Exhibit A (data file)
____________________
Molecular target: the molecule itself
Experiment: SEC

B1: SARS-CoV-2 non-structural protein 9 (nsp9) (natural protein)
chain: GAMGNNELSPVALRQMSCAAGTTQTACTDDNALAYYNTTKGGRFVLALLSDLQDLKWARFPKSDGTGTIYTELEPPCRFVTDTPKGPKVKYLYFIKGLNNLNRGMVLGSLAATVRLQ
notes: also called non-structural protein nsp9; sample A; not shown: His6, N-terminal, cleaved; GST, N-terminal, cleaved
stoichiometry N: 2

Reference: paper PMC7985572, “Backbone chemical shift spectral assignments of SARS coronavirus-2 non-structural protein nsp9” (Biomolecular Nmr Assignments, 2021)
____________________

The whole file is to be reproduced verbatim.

Molecular target: the molecule itself
Experiment: SEC

B1: SARS-CoV-2 non-structural protein 9 (nsp9) (natural protein)
chain: GAMGNNELSPVALRQMSCAAGTTQTACTDDNALAYYNTTKGGRFVLALLSDLQDLKWARFPKSDGTGTIYTELEPPCRFVTDTPKGPKVKYLYFIKGLNNLNRGMVLGSLAATVRLQ
notes: also called non-structural protein nsp9; sample A; not shown: His6, N-terminal, cleaved; GST, N-terminal, cleaved
stoichiometry N: 2

Reference: paper PMC7985572, “Backbone chemical shift spectral assignments of SARS coronavirus-2 non-structural protein nsp9” (Biomolecular Nmr Assignments, 2021)